We're excited to announce that Fire Country the sister series for The Dweller Saga by David Estes is ready to be published on February 1st and for that day only, the ebook is going to be at $2.99 (25% off regular prize).
Author: David Estes
Release Date: February 1st, 2013
Goodreads TBR: http://www.goodreads.com/book/show/16160701-fire-country
Cover Artist: Regina Wamba
In a changed world where the sky bleeds red, winter is hotter than hell and full of sandstorms, and summer's even hotter with raging fires that roam the desert-like country, the Heaters manage to survive, barely.
Due to toxic air, life expectancies are so low the only way the tribe can survive is by forcing women to procreate when they turn sixteen and every three years thereafter. It is their duty as Bearers.
Fifteen-year-old Siena is a Youngling, soon to be a Bearer, when she starts hearing rumors of another tribe of all women, called the Wild Ones. They are known to kidnap Youngling girls before the Call, the ceremony in which Bearers are given a husband with whom to bear children with.
As the desert sands run out on her life's hourglass, Siena must uncover the truth about the Wild Ones while untangling the web of lies and deceit her father has masterfully spun.
When I’m sixteen and reach the midpoint of my life, I’ll have my first child. Not ’cause I want to, or ’cause I made a silly decision with a strapping young boy after sneaking a few sips of my father’s fire juice, but ’cause I must. It’s the Law of my people, the Heaters; a Law that’s kept us alive and thriving for many years. A Law I fear.
I learned all about the ways of the world when I turned seven: the bleeding time, what I would hafta do with a man when I turned sixteen, and how the baby—my baby—would grow inside me for nine full moons. Even though it all seemed like a hundred years distant at the time, I cried for two days. Now that it’s less’n a year away, I’m too scared to cry.
Veeva told me all ’bout the pain. She’s seventeen, and her baby’s five full moons old and “uglier’n one of the hairy ol’ warts on the Medicine Man’s feet.” Or at least that’s how she describes Polk. Me, I think he’s sorta cute, in a scrunched up, fat-cheeked kind of way. Well, anyway, she said to me, “Siena, you never felt pain so burnin’ fierce. I screamed and screamed…and then screamed some more. And then this ugly tug of a baby comes out all red-faced and oozy. And now I’m stuck with it.” I didn’t remind her Polk’s a him not an it.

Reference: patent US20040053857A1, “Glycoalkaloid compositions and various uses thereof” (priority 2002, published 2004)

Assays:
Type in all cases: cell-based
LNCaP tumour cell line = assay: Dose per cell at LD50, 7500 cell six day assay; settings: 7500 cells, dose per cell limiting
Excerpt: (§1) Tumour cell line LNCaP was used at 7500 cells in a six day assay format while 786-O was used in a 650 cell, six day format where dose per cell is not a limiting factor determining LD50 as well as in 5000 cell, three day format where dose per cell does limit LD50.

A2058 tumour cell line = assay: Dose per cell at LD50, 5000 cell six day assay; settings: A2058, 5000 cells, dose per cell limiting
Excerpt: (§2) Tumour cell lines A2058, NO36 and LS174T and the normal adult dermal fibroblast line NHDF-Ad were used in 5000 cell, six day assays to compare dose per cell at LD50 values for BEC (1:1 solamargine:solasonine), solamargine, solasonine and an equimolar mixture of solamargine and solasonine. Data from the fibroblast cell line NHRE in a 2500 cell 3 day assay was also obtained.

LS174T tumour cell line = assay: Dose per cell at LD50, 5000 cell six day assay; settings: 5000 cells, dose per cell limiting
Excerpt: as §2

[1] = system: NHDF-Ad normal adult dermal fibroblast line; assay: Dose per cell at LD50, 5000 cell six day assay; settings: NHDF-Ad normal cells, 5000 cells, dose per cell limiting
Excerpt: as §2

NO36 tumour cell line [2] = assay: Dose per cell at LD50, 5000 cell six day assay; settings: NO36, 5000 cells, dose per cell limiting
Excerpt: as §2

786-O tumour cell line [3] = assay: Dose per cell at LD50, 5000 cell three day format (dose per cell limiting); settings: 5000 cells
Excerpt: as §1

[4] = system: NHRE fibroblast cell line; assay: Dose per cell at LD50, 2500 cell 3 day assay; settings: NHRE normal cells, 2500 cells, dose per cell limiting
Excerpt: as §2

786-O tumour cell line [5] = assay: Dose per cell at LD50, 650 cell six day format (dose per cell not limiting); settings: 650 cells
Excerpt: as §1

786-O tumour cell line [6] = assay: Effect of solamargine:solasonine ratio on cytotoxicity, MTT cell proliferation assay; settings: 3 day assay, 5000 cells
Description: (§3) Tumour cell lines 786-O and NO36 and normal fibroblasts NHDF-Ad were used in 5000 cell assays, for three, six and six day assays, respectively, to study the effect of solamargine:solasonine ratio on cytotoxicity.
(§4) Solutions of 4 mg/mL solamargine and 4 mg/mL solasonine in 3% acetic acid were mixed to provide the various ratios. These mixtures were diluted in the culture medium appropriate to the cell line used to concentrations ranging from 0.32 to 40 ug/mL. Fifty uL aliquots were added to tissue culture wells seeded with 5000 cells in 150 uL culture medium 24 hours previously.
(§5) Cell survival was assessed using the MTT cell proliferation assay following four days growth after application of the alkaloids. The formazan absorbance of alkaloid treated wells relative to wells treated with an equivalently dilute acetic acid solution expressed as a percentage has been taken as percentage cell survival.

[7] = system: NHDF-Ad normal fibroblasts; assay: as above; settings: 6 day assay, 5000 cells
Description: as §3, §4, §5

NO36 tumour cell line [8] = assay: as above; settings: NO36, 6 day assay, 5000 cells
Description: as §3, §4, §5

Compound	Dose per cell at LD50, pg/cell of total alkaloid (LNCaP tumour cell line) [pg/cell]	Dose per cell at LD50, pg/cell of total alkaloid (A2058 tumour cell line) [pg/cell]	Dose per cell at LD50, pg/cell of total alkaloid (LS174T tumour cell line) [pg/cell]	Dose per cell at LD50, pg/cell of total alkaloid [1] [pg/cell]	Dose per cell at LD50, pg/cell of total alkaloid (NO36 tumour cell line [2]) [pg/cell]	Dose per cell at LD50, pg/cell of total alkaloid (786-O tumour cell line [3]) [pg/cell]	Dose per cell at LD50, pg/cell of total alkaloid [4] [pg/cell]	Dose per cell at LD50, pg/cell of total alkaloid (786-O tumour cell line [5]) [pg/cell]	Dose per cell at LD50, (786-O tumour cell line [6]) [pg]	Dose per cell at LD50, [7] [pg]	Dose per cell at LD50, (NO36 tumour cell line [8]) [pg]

I already knew about her screaming. Everyone in the village knew about Veeva’s screaming. She sounded like a three ton tug stuck in a bog hole. Veeva’s always cursing, too, throwing around words like burnin’ and searin’ and blaze—words that’d draw my father’s hand across my face like lightning if I ever let them slip out of my mouth like they’re nothing more’n common language.
In any case, everything she tells me about turning sixteen just makes me wish I didn’t hafta get older, could stay fifteen for the next seventeen or so years, until the Fire takes me.
It’s not fair, really, that boys get to wait until they’re eighteen ’fore their names get put in the Call. I’d kill for an extra two years of no baby.
David Estes was born in El Paso, Texas but moved to Pittsburgh, Pennsylvania when he was very young. He grew up in Pittsburgh and then went to Penn State for college. Eventually moved to Sydney, Australia where he met his wife. A reader all his life, he began writing novels for the children's and YA markets in 2010. He´s a writer with OCD, a love of dancing and singing (but only when no one is looking or listening), a mad-skilled ping-pong player, and prefers writing at the swimming pool to writing at a table
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